With giving down, congregations cut back

In Uncategorized on March 3, 2009 at 5:50 pm

With giving down, congregations cut back

The Record
Tuesday, March 3, 2009

The economic crisis has hit collection plates at North Jersey houses of worship, with many congregations cutting costs and, in some cases, reducing staff and programs to compensate.

At Mount Olive Baptist Church in Hackensack, the Rev. Greg Jackson said he slashed his 2009 operating budget by about 10 percent and cut two staffers.

“The offerings are down,” Jackson said. “People are a little nervous and afraid and reserved.”

A Catholic priest in Glen Rock said his weekly collections are off about 10 percent, with some parishioners writing him to explain their frugality.

“I have had people write to me and say, ‘It’s not a reflection of what’s going on in the parish, we are just cutting back,’ ” said the Rev. Thomas Wisniewski of St. Catharine’s Church.

Even some congregations with stable collections say they are instituting cost-cutting measures to prepare for a potentially painful year.

A Presbyterian church in Ringwood, for example, has reduced staff salaries by 1 percent.

“This was symbolic and preemptive,” said the Rev. Ben Fraumann of Community Presbyterian Church. “So far, we have not had this happen to us.”

But in Ridgewood, where many people work in financial services, an Episcopal priest said she can see the fallout from the Wall Street meltdown.

“There are various [church members] who have been downsized or had to take packages or just don’t have jobs anymore,” said the Rev. S. Elizabeth Searle of Christ Episcopal Church.

Searle said annual pledges that account for much of the congregation’s income are down for 2009. She is wondering aloud whether the church’s air conditioning will be among the casualties.

“How do you decide what’s really non-essential so you don’t have to cut what is fundamental?” Searle asked.

The Catholic Archdiocese of Newark, meanwhile, has instructed its 226 parishes to halt capital improvement projects except for essential repairs. The diocese has instituted a hiring and wage freeze at the chancery offices.

“Everyone has to ask themselves, ‘Is this really needed now?’ ” said Jim Goodness, a spokesman for the archdiocese. “We have to hold off for a little while and make sure all the current needs are met.”

Despite the bleak financial picture, some clergy say they’re seeing an extraordinary response by congregants, who, mindful of the crisis, are contributing more to local food pantries and volunteering their time to care for the homeless.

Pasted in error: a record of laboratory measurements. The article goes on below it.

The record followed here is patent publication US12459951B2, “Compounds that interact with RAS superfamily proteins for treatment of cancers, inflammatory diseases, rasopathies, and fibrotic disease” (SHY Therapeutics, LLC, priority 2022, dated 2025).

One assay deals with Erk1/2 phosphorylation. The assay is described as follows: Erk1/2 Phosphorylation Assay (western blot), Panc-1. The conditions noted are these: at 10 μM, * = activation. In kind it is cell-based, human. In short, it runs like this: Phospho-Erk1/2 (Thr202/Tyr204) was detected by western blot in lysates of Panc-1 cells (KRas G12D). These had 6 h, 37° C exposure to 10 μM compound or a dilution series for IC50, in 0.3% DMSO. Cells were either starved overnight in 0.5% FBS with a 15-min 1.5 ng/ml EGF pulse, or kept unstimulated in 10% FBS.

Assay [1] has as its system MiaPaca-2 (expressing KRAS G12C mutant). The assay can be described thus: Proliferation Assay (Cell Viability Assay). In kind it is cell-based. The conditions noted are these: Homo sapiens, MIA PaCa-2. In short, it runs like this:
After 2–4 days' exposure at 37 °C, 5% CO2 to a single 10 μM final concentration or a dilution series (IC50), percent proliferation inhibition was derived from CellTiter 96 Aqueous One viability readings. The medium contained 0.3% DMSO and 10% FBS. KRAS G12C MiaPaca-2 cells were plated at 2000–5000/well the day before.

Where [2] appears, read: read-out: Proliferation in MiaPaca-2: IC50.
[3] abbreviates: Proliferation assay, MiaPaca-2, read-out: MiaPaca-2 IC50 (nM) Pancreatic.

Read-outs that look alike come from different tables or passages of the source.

“The local food pantry was very short on turkeys, and almost overnight, we had 40 turkeys,” said the Rev. Kimberly Chastain, who serves as the sole pastor to three small Presbyterian churches in Lyndhurst, Moonachie and Wood-Ridge.

Chastain said one of the congregations recently decided to make its little-used college loan fund available for members facing financial emergencies.

“The reality is that the economic situation for individual members is very difficult, especially for my retired folks on a fixed income,” Chastain said. “Because everyone knows people are hurting, they are all pulling together and finding ways to make that a basis for ministry.”

A Hackensack pastor said he is heartened by his congregation’s generosity to a local food bank and in volunteering to host homeless people in the church.

“It reminds me of what my parents and grandparents told me it was like in the Great Depression,” said the Rev. Steven McClelland of the First Presbyterian Church of Hackensack. “There was a sense then that it was our job to take care of people.”

A Wayne rabbi said his synagogue is committed to helping what he said is an increase in congregants having difficulty paying their membership dues.

“Our general attitude is that these are hard times, and we want everyone to be able to afford a synagogue,” said Rabbi Stephen M. Wylen of Temple Beth Tikvah. “If they are unemployed or underemployed, we will carry them.”

Jackson, of Mount Olive Baptist, said he is joining with a dozen other clergymen in organizing an “employment mission” that will begin with an April 1 worship service. Jackson said the service is aimed at raising money to help offset job-search costs, such as clothing and transportation to interviews. But he said the service also is aimed at lifting people’s spirits as they struggle with the economy.

“My vision is to pack our church with people,” he said. “We offer something else other than financial resources, which is hope.”

Some faith groups, meanwhile, have had some success even amid the downturn.

The Paterson Diocese, which covers Passaic, Morris and Sussex counties, said the Bishop’s Annual Appeal in 2008 generated $3.38 million in pledges, surpassing the goal of $2.88 million. A total of 21,005 Catholics made or pledged gifts to the fund drive — the first time the appeal has exceeded 21,000 gifts since 2001.

A Teaneck mosque said it raised about $30,000 during a recent one-day fund-raiser to benefit Palestinians in the war-ravaged Gaza Strip. Waheed Khalid, president of Darul Islah, said members of the mosque, in general, haven’t been hit too hard with job losses because they do not work in the banking and investment trades.

Khalid said many members work in the public sector or in the fields of engineering and architecture or medicine.

“Those jobs are not affected at the moment, and I hope they will not be,” Khalid said


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